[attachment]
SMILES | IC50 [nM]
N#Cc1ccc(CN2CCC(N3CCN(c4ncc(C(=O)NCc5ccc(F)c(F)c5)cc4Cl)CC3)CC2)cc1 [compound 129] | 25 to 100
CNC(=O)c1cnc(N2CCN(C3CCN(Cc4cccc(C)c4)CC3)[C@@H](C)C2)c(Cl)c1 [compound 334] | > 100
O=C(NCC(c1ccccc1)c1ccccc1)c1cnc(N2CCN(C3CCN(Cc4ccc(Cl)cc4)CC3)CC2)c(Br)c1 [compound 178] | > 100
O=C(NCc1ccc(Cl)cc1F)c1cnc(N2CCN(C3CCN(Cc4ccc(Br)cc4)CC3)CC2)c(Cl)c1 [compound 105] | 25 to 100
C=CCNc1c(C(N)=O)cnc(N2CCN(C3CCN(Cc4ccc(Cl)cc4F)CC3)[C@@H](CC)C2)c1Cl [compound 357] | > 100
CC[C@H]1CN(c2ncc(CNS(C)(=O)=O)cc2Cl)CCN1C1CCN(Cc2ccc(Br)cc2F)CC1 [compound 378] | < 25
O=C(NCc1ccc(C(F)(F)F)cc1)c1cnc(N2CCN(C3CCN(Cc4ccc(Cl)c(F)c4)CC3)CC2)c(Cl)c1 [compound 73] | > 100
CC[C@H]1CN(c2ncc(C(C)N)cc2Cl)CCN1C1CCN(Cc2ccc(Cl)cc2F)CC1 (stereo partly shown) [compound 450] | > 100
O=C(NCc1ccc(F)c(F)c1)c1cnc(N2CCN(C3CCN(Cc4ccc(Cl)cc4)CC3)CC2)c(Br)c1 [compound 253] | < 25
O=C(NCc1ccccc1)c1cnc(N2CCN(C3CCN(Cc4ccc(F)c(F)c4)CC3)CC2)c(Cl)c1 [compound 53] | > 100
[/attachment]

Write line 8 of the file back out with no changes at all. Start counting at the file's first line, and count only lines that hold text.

O=C(NCc1ccc(C(F)(F)F)cc1)c1cnc(N2CCN(C3CCN(Cc4ccc(Cl)c(F)c4)CC3)CC2)c(Cl)c1 [compound 73] | > 100